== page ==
By Letitia Stein
TAMPA, Fla. (Reuters) - The wife of the gunman who killed 49 people at a gay nightclub in Orlando, Florida, last year was due in court on Tuesday, accused of misleading authorities investigating the deadliest mass shooting in modern U.S. history.
A federal indictment unsealed on Tuesday showed Noor Salman, 30, who was arrested on Monday in California, is charged with obstructing justice and aiding and abetting husband Omar Mateen's attempt to provide material support to a terrorist organization.
Salman, who media reports said had been living in the San Francisco area, was to appear in federal court in Oakland, California, on Tuesday.
Mateen was killed in a shootout with police after he took hostages during a three-hour standoff in the Pulse nightclub. He also wounded dozens more in the June 12 attack, which intensified fears about attacks against Americans inspired by Islamic State.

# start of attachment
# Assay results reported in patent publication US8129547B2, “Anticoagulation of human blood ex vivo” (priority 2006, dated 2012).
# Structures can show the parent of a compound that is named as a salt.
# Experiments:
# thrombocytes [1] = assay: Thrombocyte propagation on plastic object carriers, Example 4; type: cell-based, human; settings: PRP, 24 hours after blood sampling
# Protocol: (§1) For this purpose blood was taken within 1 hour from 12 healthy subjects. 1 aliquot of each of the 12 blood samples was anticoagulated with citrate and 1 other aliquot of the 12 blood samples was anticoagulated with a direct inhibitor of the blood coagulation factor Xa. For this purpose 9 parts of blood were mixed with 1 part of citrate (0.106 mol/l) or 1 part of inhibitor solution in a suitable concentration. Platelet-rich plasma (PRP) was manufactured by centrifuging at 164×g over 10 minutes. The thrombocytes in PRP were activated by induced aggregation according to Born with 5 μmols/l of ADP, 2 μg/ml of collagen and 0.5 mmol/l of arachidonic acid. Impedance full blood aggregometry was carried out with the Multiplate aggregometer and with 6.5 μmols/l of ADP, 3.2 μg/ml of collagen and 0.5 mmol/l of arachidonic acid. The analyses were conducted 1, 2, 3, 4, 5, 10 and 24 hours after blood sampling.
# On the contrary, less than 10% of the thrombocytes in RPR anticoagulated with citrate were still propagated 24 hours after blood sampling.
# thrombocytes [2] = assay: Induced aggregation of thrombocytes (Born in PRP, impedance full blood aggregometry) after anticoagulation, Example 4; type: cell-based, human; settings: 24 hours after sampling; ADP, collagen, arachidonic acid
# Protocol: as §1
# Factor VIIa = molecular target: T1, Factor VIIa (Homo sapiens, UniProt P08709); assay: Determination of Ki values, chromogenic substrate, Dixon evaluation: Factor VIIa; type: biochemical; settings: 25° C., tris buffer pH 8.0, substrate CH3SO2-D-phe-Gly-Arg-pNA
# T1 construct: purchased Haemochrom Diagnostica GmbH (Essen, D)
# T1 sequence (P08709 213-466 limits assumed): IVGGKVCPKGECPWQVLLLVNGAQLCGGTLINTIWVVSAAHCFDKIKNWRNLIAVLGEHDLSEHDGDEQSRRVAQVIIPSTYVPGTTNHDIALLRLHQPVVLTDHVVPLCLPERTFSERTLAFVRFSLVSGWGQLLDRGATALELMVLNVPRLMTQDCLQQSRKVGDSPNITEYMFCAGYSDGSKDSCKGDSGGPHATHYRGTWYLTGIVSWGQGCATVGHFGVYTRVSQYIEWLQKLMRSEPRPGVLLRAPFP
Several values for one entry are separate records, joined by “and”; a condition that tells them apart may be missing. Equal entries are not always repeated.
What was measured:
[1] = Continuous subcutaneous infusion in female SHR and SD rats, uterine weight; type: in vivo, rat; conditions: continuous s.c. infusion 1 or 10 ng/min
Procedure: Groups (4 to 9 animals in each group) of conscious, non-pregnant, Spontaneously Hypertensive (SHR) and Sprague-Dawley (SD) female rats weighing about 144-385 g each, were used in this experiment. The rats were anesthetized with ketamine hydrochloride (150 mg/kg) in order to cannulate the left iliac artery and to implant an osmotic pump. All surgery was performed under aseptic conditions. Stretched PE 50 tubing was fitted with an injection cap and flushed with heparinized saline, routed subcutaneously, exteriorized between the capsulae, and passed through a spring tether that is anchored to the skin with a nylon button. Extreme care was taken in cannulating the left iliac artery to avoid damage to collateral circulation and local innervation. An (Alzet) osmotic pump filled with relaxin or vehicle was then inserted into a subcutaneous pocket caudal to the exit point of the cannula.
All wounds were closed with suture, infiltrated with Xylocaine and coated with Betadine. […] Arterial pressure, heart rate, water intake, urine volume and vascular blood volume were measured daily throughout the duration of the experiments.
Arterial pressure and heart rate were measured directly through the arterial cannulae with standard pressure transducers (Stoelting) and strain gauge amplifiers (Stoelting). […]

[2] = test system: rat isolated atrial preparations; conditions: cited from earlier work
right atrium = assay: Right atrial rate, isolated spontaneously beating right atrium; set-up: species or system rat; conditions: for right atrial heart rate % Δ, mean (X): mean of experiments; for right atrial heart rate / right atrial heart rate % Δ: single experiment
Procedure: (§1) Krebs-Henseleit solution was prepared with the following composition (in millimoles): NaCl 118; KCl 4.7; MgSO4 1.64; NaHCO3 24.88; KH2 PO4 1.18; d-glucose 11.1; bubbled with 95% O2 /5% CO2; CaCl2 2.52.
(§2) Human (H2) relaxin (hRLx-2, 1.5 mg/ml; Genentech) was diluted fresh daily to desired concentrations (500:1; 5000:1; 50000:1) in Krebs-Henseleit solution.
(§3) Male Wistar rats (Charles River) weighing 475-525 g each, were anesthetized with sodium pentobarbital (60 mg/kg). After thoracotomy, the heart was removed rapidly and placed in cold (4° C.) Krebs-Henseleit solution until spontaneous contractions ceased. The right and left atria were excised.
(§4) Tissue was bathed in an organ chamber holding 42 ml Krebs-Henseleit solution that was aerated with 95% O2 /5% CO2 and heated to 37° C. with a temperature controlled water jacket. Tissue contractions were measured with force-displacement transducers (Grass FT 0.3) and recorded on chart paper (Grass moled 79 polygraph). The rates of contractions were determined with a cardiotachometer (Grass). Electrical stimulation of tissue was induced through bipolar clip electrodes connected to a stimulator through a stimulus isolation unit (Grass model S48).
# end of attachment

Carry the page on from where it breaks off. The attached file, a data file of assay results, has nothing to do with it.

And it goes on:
The indictment, initially sealed, was returned last week by a federal grand jury in the U.S. Middle District of Florida, which includes Orlando. It accuses Salman of criminal activity beginning as early as April, several months before the massacre. Court documents said she abetted Mateen in providing support to a designated terrorist organization and engaged in "misleading conduct" toward local and federal authorities regarding the Pulse attack.
Salman told the New York Times in November she did not know Mateen was planning the massacre.
Mateen, 29, pledged allegiance to the leader of Islamic State during the rampage in which he used an assault rifle and pistol that had been legally purchased although he had twice been investigated by the FBI for possible connections with militant Islamist groups.
U.S. authorities say Mateen, who lived in Fort Pierce, Florida, with Salman and their young child, was self-radicalized and acted alone without assistance or orders from abroad.
Salman, a U.S. citizen and the daughter of parents who immigrated from the West Bank in 1985, was repeatedly questioned by law enforcement interrogators after the attack.
(Reporting by Letitia Stein; Editing by Colleen Jenkins and Bill Trott)